Background & Aims



The shelter environment can be very stressful for dogs, often being noisy, unpredictable, and unfamiliar. This in combination with relative isolation from humans and other dogs means that dogs who do live in shelters often suffer from lower welfare and greater levels of stress than dogs in foster or permanent homes. This increased stress level can affect their behaviour which can, in turn, seriously affect how adoptable they appear to potential adopters. Focus should therefore be put on improving the conditions dogs live in during their time in a shelter and keeping stress to a minimum.

Positive human-dog interactions such as petting, walking and training have been found to effectively reduce stress in shelter dogs. The issue is that shelters are often extremely busy environments and there is usually a shortage of time and staff preventing the ideal level of attention and interaction from being given to each individual dog. Since human company is not always available as a tool to ease the level of stress shelter dogs, there is a need for practical enrichment methods that are both effective in reducing stress-related behaviours and easily implemented in the shelter environment

One such method is auditory enrichment. Music has been found to influence the behaviour of dogs, with classical music seeming to have the greatest potential out of several different music genres in reducing environmental stress in dogs. Audiobooks are a relatively novel form of auditory enrichment which could hold great potential for use as stress-reducing enrichment for dogs and could serve as a substitute for actual human company when it is unavailable such as it is in shelters. Few studies thus far have investigated the potential of audiobooks as auditory enrichment to affect behaviour of shelter dogs, but those that have found that exposure to audiobooks had a positive effect on the behaviour of dogs in shelters, to an even greater extent than that of classical music. A single period of exposure to audiobook for two hours resulted in dogs spending more time resting and less time engaging in vigilant behaviours associated with stress such as sitting and standing. Despite this promising finding, little is known about the longer-term effects of audiobook exposure on behaviour, and no studies to date have looked at how it effects the behaviour of dogs on leashes in terms of explorative behaviour.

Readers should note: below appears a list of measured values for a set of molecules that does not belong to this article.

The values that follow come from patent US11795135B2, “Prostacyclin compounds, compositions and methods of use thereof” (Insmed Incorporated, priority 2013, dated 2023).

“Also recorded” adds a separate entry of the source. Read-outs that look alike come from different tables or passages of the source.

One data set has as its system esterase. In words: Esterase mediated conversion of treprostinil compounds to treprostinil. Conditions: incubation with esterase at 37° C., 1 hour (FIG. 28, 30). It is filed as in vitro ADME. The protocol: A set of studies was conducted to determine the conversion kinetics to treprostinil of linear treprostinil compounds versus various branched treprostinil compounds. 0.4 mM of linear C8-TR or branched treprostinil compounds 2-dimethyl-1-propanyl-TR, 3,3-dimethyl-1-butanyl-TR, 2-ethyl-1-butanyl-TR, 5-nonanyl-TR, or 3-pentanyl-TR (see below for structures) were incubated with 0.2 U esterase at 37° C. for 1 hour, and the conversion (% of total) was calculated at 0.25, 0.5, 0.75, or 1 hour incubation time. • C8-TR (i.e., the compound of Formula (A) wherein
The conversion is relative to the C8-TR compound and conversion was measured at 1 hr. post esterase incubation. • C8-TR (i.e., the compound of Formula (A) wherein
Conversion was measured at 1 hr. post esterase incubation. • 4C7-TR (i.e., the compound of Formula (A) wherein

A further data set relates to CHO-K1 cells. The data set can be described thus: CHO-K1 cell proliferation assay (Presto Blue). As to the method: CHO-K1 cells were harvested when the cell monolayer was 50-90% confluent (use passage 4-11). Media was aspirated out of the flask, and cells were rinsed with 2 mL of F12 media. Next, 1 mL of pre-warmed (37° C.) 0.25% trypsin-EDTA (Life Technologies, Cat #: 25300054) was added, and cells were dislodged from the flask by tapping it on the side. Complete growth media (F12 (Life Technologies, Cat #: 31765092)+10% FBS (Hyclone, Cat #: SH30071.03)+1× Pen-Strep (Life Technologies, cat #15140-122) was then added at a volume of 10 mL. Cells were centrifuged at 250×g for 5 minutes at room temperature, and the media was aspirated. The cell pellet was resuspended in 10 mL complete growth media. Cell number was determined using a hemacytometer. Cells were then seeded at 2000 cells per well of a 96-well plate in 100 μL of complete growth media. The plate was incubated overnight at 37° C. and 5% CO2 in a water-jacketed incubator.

This study will begin to address some of these gaps in knowledge when it comes to the role that audiobooks could play in reducing stress and generally improving behaviour in shelter dogs.

In this study I expose dogs to audiobooks for several hours over several days rather than just once, in order to investigate longer term effects on behaviour. Specifically, the aim of this study is to find out whether daily audiobook exposure over four days has an effect on the following aspects of their behaviour:

  1. Use of space in their kennel
  2. Response to a novel object while out for a walk